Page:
Random set of the day: Bulldozer

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Bulldozer

Bulldozer

©1979 LEGO Group

Today's random set is 951 Bulldozer, released in 1979. It's one of 12 Technic sets produced that year. It contains 372 pieces.

It's owned by 269 Brickset members. If you want to add it to your collection you might find it for sale at BrickLink or eBay.


20 comments on this article

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By in United States,

Another technic? Hmmmm

But alas Huwbot has not graced us with a technic figure. Why doth he withhold the key to my prosperity and happiness??

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By in Norway,

This was my very first Technic set, I think I was 8 when I got it. I never got it to work properly as I did one mistake - even if I knew perfectly well what I did wrong, I never got around to fixing it. It was actually the assembly in the upper-left corner of the picture - the leftmost crosswise axle is actually two non-connected #4 axles but I thought it looked "wrong" so I used a single #8 like the other two (edit: the rightmost one is actually a #6), as a result the lifting and tipping functions became interconnected.

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By in United States,

One of my first Technic sets, and my kids are now playing with the surviving treads for their on creations. I keep thinking I'll come up with a cool use for the trapezoid sides of the blade.

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By in United States,

Awesome old set! Amazing how it does all the functions LEGO is now dependent on being done with linear actuators and pneumatics; without all that.

Why do they call it a bulldozer? I personally would call it a trackhoe.

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By in Canada,

This was my second technic set. I was 13 and I bought it with my own earned money. (picking tomatoes). Really like the set. It is really a mix of a pay-loader and a bulldozer. Never seen a real one like this.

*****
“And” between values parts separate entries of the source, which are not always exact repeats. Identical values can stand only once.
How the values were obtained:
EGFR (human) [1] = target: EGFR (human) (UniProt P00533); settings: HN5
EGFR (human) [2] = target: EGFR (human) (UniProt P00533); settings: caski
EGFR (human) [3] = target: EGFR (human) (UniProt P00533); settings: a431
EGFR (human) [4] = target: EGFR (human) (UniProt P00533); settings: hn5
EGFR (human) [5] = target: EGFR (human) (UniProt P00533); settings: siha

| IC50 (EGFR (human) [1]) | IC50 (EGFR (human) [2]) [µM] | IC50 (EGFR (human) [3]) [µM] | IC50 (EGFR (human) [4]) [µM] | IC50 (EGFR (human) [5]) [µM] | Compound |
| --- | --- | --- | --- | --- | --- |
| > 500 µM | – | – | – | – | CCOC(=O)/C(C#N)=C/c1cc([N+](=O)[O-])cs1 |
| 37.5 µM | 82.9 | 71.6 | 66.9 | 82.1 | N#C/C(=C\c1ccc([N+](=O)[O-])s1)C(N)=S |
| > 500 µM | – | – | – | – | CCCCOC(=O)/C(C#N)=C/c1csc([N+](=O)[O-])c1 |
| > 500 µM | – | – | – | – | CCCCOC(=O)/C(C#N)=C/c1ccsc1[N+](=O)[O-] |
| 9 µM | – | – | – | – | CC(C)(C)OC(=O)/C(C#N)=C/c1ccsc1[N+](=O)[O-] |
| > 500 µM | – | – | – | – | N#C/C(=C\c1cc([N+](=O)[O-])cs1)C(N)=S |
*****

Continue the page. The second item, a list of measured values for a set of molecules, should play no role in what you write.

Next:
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By in Turkey,

I got all the gears, and the axels and the pins, as well as the yellow hoe pieces (from that era too). Yet when you don't have the beams to build it, all that means nothing. Sad...

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By in United States,

Nice set, found a few of these in LEGO lots over the years, and a bit of a pain to build (especially if you get a step wrong) but the end result is mighty nice for a set of its age.

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By in Hungary,

Bulldozer feeds upon the weaker as they fall. Bulldozer crushes all

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By in United Kingdom,

Wow the old Technic Bulldozer. 3 Things
I have one but only 268 others do, which makes it quite rare for Bricksetters
Has this been a random set before, I remember remembering about a yellow Technic set i commented on previously, I dont have many.
Which set is it 951 or 856, I have the one in the picture? Ah the old different numbering system for America ? Why did they do that to start with?

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By in New Zealand,

What a Beauty! Nice box art too. Hey Lego, I would buy this.

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By in Netherlands,

I remember wanting this for my birthday but my dad came with 8848 which is actually a better set. Funny enough this is not really a bulldozer.

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By in Belgium,